Hearing Cultures Essays Sound

Veit Erlmann In the introduction to Writing Culture: The Poetics and Politics of Ethnography,one of the most influential and controversial collections of anthropological writing to have appeared in almost two decades, James Clifford asks an unexpected question: “But what of the ethnographic ear? Given the context in which it appears, the inquiry about the ear appears to be at odds with the idea—by now enjoying a certain, albeit contested, hegemony within anthropology and the humanities more broadly—that culture is ultimately the result of acts of inscription and that anthropology, because it seeks to decipher the meanings resulting from these inscriptions, is best understood as an act of reading and interpretation. In such a poetics, he claims, “the dominant metaphors for ethnography shift away from the observing eye and toward expressive speech (and gesture). The writer's 'voice' pervades and situates the analysis, and objective, distancing rhetoric is renounced.”One knows what has become of this renunciation of the observing eye and distancing rhetoric, and this is not the place for prolonging a debate over the merits of an intended paradigm shift in anthropology that certainly produced more “utterances” but rather few accounts of .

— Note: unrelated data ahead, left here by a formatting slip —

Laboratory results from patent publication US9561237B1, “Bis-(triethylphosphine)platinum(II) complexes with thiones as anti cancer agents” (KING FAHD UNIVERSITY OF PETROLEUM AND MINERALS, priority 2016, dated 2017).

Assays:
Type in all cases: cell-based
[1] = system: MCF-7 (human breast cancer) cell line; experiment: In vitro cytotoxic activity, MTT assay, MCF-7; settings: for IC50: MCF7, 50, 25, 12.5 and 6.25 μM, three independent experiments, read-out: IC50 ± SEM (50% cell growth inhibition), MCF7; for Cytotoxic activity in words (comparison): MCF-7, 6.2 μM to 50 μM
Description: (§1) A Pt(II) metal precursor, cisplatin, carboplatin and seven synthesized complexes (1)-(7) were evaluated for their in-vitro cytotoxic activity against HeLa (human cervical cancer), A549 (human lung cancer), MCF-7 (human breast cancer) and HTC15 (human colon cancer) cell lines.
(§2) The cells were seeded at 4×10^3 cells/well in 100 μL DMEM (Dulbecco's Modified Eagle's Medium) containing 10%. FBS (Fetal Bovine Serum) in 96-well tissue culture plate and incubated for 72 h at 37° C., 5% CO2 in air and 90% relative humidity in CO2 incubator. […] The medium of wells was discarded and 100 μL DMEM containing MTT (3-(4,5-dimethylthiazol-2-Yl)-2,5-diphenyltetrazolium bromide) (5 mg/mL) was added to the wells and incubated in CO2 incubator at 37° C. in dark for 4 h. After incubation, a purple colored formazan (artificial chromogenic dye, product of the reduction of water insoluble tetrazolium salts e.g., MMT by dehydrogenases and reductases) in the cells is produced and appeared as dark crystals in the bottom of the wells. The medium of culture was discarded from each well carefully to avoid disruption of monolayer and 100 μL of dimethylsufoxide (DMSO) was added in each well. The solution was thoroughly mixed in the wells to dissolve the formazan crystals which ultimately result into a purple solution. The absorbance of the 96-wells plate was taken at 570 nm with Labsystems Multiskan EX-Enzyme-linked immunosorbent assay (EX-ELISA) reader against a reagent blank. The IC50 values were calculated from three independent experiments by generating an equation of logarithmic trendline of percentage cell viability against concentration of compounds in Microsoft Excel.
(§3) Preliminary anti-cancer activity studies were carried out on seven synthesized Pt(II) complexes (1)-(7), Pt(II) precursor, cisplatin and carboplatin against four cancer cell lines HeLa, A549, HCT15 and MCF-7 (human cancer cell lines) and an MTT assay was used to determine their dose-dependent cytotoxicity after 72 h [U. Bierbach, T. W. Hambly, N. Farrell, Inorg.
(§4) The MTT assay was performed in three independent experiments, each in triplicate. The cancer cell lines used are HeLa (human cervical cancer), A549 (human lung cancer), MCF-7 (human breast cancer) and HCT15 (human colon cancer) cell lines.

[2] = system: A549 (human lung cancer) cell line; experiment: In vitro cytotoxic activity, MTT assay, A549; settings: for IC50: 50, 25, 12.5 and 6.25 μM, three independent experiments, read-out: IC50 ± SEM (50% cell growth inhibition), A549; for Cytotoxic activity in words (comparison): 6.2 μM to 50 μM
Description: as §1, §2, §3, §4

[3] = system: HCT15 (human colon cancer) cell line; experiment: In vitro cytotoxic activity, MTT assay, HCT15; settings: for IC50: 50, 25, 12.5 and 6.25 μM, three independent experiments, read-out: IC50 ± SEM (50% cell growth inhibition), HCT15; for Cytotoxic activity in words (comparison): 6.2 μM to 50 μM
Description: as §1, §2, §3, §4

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This book shows how sound offers a refreshing new lens through which to examine culture and complex social issues.

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The ear, as much as the eye, nose, mouth and hand, offers a way into experience.

All five senses are instruments that record, interpret and engage with the world.

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Detailed information on how Wiley uses cookies can be found in our Privacy Policy.- What happens acoustically in cross-cultural first encounters?- Why do Runa Indians in the Amazon basin now consider onomatopoetic speech child's talk?By using our site, you agree to our collection of information through the use of cookies. Google(); req('single_work'); $('.js-splash-single-step-signup-download-button').one('click', function(e){ req_and_ready('single_work', function() ); new c. It answers such intriguing questions as: - Did people in Shakespeare's time hear differently from us? - Why do people in Egypt increasingly listen to taped religious sermons?- Why did Enlightenment doctors believe that music was an essential cure?Hearing Cultures is a timely examination of the elusive, often evocative, and sometimes cacophonous auditory sense.It answers such intriguing questions as: Did people in Shakespeare's time hear differently from us? Why do people in Egypt increasingly listen to taped religious sermons?Deaf Culture I may not be considered part of the hearing culture due to my severe to profound hearing loss, but some people might be surprised to hear that I am not considered a part of the Deaf culture.A majority of the Deaf culture is very critical of those who assimilate with hearing people and accept hearing culture as their majority culture.

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